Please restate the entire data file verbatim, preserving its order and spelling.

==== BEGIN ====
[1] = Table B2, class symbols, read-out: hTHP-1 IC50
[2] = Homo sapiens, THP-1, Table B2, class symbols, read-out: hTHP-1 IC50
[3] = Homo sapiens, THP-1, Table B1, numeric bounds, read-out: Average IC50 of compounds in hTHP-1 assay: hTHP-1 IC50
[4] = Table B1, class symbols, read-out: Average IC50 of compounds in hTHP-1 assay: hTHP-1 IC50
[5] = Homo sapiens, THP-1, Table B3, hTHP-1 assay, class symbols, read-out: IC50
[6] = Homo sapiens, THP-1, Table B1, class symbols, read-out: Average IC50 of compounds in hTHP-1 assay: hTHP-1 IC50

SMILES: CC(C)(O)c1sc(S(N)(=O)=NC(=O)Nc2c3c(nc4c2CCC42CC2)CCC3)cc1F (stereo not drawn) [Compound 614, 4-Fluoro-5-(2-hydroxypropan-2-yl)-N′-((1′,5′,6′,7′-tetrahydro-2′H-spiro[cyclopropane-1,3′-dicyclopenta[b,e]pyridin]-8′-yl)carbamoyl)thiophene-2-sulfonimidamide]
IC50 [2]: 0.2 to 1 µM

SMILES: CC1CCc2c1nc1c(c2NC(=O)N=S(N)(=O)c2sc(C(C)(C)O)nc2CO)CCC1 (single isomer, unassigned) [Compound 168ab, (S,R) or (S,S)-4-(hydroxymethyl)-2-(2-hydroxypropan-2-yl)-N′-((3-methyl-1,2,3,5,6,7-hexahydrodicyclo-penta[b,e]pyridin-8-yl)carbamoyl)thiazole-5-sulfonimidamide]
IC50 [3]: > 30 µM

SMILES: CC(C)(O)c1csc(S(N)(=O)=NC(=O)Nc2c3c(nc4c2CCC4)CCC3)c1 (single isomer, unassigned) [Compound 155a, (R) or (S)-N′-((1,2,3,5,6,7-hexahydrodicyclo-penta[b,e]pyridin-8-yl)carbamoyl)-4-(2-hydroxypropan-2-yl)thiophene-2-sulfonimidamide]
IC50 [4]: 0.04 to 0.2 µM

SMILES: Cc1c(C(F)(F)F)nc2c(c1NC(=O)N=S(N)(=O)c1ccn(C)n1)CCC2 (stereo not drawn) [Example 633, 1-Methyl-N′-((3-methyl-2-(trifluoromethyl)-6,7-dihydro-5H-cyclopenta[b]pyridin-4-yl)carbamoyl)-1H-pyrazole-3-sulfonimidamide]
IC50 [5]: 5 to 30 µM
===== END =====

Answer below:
[1] = Table B2, class symbols, read-out: hTHP-1 IC50
[2] = Homo sapiens, THP-1, Table B2, class symbols, read-out: hTHP-1 IC50
[3] = Homo sapiens, THP-1, Table B1, numeric bounds, read-out: Average IC50 of compounds in hTHP-1 assay: hTHP-1 IC50
[4] = Table B1, class symbols, read-out: Average IC50 of compounds in hTHP-1 assay: hTHP-1 IC50
[5] = Homo sapiens, THP-1, Table B3, hTHP-1 assay, class symbols, read-out: IC50
[6] = Homo sapiens, THP-1, Table B1, class symbols, read-out: Average IC50 of compounds in hTHP-1 assay: hTHP-1 IC50

SMILES: CC(C)(O)c1sc(S(N)(=O)=NC(=O)Nc2c3c(nc4c2CCC42CC2)CCC3)cc1F (stereo not drawn) [Compound 614, 4-Fluoro-5-(2-hydroxypropan-2-yl)-N′-((1′,5′,6′,7′-tetrahydro-2′H-spiro[cyclopropane-1,3′-dicyclopenta[b,e]pyridin]-8′-yl)carbamoyl)thiophene-2-sulfonimidamide]
IC50 [2]: 0.2 to 1 µM

SMILES: CC1CCc2c1nc1c(c2NC(=O)N=S(N)(=O)c2sc(C(C)(C)O)nc2CO)CCC1 (single isomer, unassigned) [Compound 168ab, (S,R) or (S,S)-4-(hydroxymethyl)-2-(2-hydroxypropan-2-yl)-N′-((3-methyl-1,2,3,5,6,7-hexahydrodicyclo-penta[b,e]pyridin-8-yl)carbamoyl)thiazole-5-sulfonimidamide]
IC50 [3]: > 30 µM

SMILES: CC(C)(O)c1csc(S(N)(=O)=NC(=O)Nc2c3c(nc4c2CCC4)CCC3)c1 (single isomer, unassigned) [Compound 155a, (R) or (S)-N′-((1,2,3,5,6,7-hexahydrodicyclo-penta[b,e]pyridin-8-yl)carbamoyl)-4-(2-hydroxypropan-2-yl)thiophene-2-sulfonimidamide]
IC50 [4]: 0.04 to 0.2 µM

SMILES: Cc1c(C(F)(F)F)nc2c(c1NC(=O)N=S(N)(=O)c1ccn(C)n1)CCC2 (stereo not drawn) [Example 633, 1-Methyl-N′-((3-methyl-2-(trifluoromethyl)-6,7-dihydro-5H-cyclopenta[b]pyridin-4-yl)carbamoyl)-1H-pyrazole-3-sulfonimidamide]
IC50 [5]: 5 to 30 µM